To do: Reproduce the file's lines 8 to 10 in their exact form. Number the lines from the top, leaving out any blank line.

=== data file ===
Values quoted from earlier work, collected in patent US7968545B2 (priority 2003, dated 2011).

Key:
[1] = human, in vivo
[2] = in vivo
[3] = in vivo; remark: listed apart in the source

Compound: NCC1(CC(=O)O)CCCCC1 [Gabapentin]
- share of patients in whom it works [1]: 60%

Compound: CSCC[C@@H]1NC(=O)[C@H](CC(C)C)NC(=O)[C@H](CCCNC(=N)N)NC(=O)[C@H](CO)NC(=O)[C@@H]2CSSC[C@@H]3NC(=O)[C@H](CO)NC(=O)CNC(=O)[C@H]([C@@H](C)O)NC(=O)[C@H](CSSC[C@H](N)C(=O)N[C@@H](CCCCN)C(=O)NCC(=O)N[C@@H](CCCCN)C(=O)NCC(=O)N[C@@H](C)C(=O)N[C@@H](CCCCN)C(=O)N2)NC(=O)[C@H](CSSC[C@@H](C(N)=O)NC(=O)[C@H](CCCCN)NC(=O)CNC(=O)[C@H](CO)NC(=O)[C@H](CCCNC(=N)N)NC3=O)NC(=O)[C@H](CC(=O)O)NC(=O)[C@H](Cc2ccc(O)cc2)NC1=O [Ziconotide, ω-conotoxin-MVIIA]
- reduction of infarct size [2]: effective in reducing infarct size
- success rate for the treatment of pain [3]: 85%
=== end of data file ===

Compound: CSCC[C@@H]1NC(=O)[C@H](CC(C)C)NC(=O)[C@H](CCCNC(=N)N)NC(=O)[C@H](CO)NC(=O)[C@@H]2CSSC[C@@H]3NC(=O)[C@H](CO)NC(=O)CNC(=O)[C@H]([C@@H](C)O)NC(=O)[C@H](CSSC[C@H](N)C(=O)N[C@@H](CCCCN)C(=O)NCC(=O)N[C@@H](CCCCN)C(=O)NCC(=O)N[C@@H](C)C(=O)N[C@@H](CCCCN)C(=O)N2)NC(=O)[C@H](CSSC[C@@H](C(N)=O)NC(=O)[C@H](CCCCN)NC(=O)CNC(=O)[C@H](CO)NC(=O)[C@H](CCCNC(=N)N)NC3=O)NC(=O)[C@H](CC(=O)O)NC(=O)[C@H](Cc2ccc(O)cc2)NC1=O [Ziconotide, ω-conotoxin-MVIIA]
- reduction of infarct size [2]: effective in reducing infarct size
- success rate for the treatment of pain [3]: 85%